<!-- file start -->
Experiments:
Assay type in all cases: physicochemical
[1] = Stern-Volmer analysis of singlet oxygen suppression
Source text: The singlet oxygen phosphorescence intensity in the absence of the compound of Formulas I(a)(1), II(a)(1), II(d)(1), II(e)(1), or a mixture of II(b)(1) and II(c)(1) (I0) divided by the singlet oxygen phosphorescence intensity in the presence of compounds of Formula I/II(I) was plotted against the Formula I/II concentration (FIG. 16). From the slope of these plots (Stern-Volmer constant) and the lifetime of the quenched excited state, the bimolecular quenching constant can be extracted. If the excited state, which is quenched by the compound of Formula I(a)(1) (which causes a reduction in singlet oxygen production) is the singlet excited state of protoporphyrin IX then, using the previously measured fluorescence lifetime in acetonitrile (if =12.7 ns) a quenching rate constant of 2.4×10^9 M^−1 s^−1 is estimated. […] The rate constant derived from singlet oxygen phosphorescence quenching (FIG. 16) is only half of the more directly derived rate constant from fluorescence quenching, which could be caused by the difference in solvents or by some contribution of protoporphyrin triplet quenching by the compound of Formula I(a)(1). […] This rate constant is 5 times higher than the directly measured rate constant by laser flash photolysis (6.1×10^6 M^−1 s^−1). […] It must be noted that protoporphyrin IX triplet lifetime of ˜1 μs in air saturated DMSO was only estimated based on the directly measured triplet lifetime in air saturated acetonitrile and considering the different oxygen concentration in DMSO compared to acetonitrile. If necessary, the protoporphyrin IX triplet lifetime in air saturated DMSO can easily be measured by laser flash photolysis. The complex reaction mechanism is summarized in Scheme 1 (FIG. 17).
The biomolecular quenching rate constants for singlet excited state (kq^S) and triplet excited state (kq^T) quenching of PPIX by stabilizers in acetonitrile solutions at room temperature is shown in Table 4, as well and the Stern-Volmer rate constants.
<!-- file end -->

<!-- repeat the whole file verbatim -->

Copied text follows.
Experiments:
Assay type in all cases: physicochemical
[1] = Stern-Volmer analysis of singlet oxygen suppression
Source text: The singlet oxygen phosphorescence intensity in the absence of the compound of Formulas I(a)(1), II(a)(1), II(d)(1), II(e)(1), or a mixture of II(b)(1) and II(c)(1) (I0) divided by the singlet oxygen phosphorescence intensity in the presence of compounds of Formula I/II(I) was plotted against the Formula I/II concentration (FIG. 16). From the slope of these plots (Stern-Volmer constant) and the lifetime of the quenched excited state, the bimolecular quenching constant can be extracted. If the excited state, which is quenched by the compound of Formula I(a)(1) (which causes a reduction in singlet oxygen production) is the singlet excited state of protoporphyrin IX then, using the previously measured fluorescence lifetime in acetonitrile (if =12.7 ns) a quenching rate constant of 2.4×10^9 M^−1 s^−1 is estimated. […] The rate constant derived from singlet oxygen phosphorescence quenching (FIG. 16) is only half of the more directly derived rate constant from fluorescence quenching, which could be caused by the difference in solvents or by some contribution of protoporphyrin triplet quenching by the compound of Formula I(a)(1). […] This rate constant is 5 times higher than the directly measured rate constant by laser flash photolysis (6.1×10^6 M^−1 s^−1). […] It must be noted that protoporphyrin IX triplet lifetime of ˜1 μs in air saturated DMSO was only estimated based on the directly measured triplet lifetime in air saturated acetonitrile and considering the different oxygen concentration in DMSO compared to acetonitrile. If necessary, the protoporphyrin IX triplet lifetime in air saturated DMSO can easily be measured by laser flash photolysis. The complex reaction mechanism is summarized in Scheme 1 (FIG. 17).
The biomolecular quenching rate constants for singlet excited state (kq^S) and triplet excited state (kq^T) quenching of PPIX by stabilizers in acetonitrile solutions at room temperature is shown in Table 4, as well and the Stern-Volmer rate constants.